The Family Medical Leave Act (FMLA) protects some caregivers but is an imperfect protection that is not required of employers with fewer than 50 employees.  Additionally, of those employers required to adhere to FMLA guidelines, the employee must have been with their company for at least twelve months and have worked at least 1,250 hours during the previous year.  With no FMLA protection, your job is at risk – especially in an economy when so many other workers would be glad to put in the hours that you’re not able to fulfill.

A word to employers.  I know that it’s hard to maintain success while some employees just aren’t pulling their weight.  But I think you’ll agree that some of you need to be more sensitive to the struggles experienced by your caregiver employees – employees who have never let you down prior to this difficult time in their lives.  These exhausted souls can’t tread water fast enough – won’t you help them?  Please do what you can to make reasonable accommodations that will lessen this temporary turn of events in your employees’ lives.

Advertisements

7 thoughts on “Caregiving: Grief, Guilt, Exhaustion, and Discrimination.

    […] Caregiving: grief, guilt, exhaustion, and discrimination […]

    […] Caregiving: grief, guilt, exhaustion, and discrimination […]

    Caregiving 101 through 1001 | Baby Boomers and More said:
    October 13, 2015 at 9:01 am

    […] Caregiving: grief, guilt, exhaustion, and discrimination […]

    Caregiving and the Super Bowl | Baby Boomers and More said:
    January 31, 2015 at 8:31 am

    […] Caregiving: grief, guilt, exhaustion and discrimination […]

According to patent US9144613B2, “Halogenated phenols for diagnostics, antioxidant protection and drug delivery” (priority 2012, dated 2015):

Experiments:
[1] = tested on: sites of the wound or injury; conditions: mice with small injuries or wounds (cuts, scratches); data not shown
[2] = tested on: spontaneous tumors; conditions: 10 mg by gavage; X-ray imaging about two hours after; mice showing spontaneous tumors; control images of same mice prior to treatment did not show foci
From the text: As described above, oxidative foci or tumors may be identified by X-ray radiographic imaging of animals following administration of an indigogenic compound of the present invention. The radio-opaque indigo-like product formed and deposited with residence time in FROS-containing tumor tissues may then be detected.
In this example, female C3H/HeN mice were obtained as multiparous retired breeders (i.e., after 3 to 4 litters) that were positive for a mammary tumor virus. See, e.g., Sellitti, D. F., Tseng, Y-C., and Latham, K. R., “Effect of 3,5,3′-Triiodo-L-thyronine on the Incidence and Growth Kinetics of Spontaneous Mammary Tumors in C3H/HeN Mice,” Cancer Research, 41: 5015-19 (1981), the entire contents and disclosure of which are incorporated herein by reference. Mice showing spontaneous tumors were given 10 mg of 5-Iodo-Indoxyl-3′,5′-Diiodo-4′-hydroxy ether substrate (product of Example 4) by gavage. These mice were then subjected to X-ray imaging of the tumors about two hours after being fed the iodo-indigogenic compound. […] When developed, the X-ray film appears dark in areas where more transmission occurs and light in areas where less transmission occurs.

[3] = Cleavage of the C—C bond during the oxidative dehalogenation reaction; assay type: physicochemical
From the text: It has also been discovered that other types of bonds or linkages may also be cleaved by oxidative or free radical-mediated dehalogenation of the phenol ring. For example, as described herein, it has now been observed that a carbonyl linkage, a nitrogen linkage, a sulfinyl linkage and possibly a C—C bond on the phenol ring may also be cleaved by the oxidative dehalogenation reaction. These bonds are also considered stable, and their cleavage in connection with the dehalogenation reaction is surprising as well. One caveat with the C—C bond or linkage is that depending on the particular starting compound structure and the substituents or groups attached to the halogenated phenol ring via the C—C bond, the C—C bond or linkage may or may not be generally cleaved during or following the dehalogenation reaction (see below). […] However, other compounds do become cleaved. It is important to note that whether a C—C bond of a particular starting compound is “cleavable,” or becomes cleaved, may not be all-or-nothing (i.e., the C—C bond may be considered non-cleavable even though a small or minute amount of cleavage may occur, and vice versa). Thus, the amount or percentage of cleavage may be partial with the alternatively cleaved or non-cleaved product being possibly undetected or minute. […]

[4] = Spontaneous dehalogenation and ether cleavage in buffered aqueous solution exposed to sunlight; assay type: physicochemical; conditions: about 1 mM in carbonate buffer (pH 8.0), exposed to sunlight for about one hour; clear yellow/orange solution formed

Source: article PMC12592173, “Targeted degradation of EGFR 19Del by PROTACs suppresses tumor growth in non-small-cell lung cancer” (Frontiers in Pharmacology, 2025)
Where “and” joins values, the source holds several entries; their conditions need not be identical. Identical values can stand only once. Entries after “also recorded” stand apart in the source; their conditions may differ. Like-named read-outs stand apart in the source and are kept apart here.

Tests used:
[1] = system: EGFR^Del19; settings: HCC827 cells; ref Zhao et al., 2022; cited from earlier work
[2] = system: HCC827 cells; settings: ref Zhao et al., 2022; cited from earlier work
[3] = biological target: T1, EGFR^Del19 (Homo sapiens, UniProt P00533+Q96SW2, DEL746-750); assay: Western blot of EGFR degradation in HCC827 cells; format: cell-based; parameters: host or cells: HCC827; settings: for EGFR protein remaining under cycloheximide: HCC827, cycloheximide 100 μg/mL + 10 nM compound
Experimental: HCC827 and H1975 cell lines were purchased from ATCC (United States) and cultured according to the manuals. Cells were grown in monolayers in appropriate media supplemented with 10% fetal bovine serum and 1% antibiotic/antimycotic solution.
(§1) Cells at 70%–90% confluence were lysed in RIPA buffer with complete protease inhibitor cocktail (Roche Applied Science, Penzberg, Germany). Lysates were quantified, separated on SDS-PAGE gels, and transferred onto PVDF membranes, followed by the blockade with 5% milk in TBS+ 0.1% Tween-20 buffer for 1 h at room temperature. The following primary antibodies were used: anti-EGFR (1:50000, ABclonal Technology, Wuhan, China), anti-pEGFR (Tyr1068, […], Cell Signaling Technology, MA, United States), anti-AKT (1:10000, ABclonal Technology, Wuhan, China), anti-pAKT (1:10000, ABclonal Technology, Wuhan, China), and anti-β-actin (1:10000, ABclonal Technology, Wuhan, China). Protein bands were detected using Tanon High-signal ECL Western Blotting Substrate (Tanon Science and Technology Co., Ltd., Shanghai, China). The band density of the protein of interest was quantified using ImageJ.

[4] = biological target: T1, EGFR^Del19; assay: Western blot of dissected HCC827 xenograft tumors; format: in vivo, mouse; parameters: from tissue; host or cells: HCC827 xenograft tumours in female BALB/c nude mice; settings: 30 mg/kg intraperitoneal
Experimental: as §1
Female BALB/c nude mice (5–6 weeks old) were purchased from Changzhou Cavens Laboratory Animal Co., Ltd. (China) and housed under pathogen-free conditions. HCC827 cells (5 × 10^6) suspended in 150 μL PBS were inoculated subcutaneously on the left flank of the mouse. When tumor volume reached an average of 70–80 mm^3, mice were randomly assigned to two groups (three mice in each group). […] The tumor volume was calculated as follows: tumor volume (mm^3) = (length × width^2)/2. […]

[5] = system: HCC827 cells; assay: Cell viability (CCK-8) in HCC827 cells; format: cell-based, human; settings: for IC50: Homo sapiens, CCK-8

Sneaky Grief « ADD . . . and-so-much-more said:
    January 23, 2013 at 1:53 am

    […] Caregiving: Grief, Guilt, Exhaustion, and Discrimination. (babyboomersandmore.com) […]

    Kathy said:
    December 2, 2012 at 2:13 pm

    I’ve had people ask me why I grieved for my mom for so long (a certain friend in my life thought my grieving period should have ended after 3 months). I didn’t know the answer until about a year ago. I realized that I was not only healing from my mom’s death but from her battle with pancreatic cancer too. Both took a toll on my life and deeply affected me. For those who haven’t experienced this, it’s hard to understand. I still miss my mom, although it’s something I will never mention around certain friends. They just don’t understand. Thanks for the great post.

      boomer98053 said:
      December 2, 2012 at 2:30 pm

      An absolute certainty is that there is no true formula for grief. As I’ve stated before, anyone who expresses the feeling that “you should just get over it – it’s been ___ years since your mother, father, spouse, died” doesn’t understand that each individual’s experience is very personal, and – very individual – no two are alike. Getting over it right away? Not wrong. Taking many years – or a lifetime – to feel healed? Not wrong. It’s personal – no two ways about it. Bless you, Kathy, as you continue to honor your mother.

What's on your mind?

Fill in your details below or click an icon to log in:

WordPress.com Logo

You are commenting using your WordPress.com account. Log Out / Change )

Twitter picture

You are commenting using your Twitter account. Log Out / Change )

Facebook photo

You are commenting using your Facebook account. Log Out / Change )

Google+ photo

You are commenting using your Google+ account. Log Out / Change )

Connecting to %s